ISPI MED This Week

MED This Week | Syrians Are Taking to the Streets, Again

The MED This Week newsletter provides informed insights on the most significant developments in the MENA region, bringing together unique opinions and reliable foresight on future scenarios. Today we shed light on the recent outbreak of popular protests in Syria, which show no signs of abating. 

For the second week in a row, demonstrators in Syria took to the streets to protest against poor living conditions and surging inflation. Sparked by the regime’s decision to slash gasoline subsidies, this wave of public uproar is the expression of longstanding economic woes, as well as grievances against Bashar Al-Assad and his policies. The protests have centred around the governorate of Sweida, in Syria’s southwest, an area populated predominantly by the Druze minority. This is perhaps the reason why the regime – which has often portrayed itself as a guarantor of Syria’s ethno-sectarian pluralism – has so far refrained from cracking down on the protesters. On a larger scale, these demonstrations come against the backdrop of recent developments regarding Arab countries’ normalisation with Damascus, a process that, although signalling a diplomatic victory for Assad, has so far failed to address the growing humanitarian needs of the Syrian population.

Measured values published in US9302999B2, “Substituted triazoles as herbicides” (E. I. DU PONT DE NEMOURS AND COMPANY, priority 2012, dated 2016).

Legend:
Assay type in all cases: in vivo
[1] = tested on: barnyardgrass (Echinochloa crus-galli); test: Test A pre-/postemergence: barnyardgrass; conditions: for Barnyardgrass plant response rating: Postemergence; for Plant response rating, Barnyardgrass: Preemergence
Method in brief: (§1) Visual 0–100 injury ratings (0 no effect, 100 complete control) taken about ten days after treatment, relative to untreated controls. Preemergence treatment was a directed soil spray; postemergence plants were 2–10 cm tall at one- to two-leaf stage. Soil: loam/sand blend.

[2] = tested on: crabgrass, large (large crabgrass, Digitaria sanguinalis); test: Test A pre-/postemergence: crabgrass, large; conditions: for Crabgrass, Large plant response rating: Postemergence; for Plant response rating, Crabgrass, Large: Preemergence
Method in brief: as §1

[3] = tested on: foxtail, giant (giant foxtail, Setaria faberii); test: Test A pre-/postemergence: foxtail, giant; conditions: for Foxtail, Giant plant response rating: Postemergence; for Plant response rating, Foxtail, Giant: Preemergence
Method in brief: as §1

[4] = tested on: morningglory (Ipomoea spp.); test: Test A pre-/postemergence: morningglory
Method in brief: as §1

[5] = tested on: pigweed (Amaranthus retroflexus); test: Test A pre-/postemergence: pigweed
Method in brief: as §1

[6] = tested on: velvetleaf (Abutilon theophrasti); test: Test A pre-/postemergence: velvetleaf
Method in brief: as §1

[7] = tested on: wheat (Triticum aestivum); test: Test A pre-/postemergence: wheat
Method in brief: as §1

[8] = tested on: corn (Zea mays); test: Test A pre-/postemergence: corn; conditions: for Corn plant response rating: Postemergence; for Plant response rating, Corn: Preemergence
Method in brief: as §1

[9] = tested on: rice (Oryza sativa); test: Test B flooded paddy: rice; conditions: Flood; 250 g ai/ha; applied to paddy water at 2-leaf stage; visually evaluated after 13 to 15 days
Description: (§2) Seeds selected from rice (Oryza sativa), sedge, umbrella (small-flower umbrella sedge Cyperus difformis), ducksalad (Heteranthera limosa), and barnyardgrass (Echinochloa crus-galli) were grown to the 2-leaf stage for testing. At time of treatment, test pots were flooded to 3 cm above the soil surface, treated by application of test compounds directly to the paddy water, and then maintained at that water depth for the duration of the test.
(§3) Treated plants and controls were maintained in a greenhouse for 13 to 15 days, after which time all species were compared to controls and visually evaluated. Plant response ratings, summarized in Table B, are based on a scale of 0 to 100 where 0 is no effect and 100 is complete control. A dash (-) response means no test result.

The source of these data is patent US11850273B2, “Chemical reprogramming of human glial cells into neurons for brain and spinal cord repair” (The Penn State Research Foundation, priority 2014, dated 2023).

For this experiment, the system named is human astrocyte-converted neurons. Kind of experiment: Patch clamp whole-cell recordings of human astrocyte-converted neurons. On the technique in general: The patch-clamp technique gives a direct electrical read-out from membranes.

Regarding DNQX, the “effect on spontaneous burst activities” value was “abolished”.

Experts from the ISPI network react to the outbreak of popular protests in Syria. 

Living conditions in Syria continue to deteriorate

The trigger for the latest demonstrations is connected to decisions made by the Syrian government which resulted in further deterioration of living conditions in a country where some 90% already live under the poverty line. While salaries were raised by 100%, Damascus announced simultaneously the total lifting of subsidies on gasoline, whose price increased to SYP 8,000 from SYP 3,000, and a partial lifting of subsidies on heating oil, which reached SYP 2,000 from SYP 700. Together with the massive depreciation of the Syrian pound, the rise in the price of oil derivatives impacts negatively all levels of the economy and society by increasing the cost of daily lives. Any positive gain from the rise in salaries is therefore eroded. Illustrating this dynamic, the minimum wage (SYP 185,940) represents only 13% of the July 2023 Minimum Expenditure Basket (SYP 1,440,841), a measure to count the cost of living of a five-member household, which is based on World Food Program’s calculations. Still, protests in Sweida and elsewhere are rooted not only in economic factors, but also in political ones. They demonstrate that despite the fact that it survived, the regime is not able to maintain a form of passive hegemony on large segment of the population, therefore nurturing a situation of continuous instability.

Joseph Daher, Professor, Lausanne University and European University Institute (EUI)

The regime is not backing down on subsidies cuts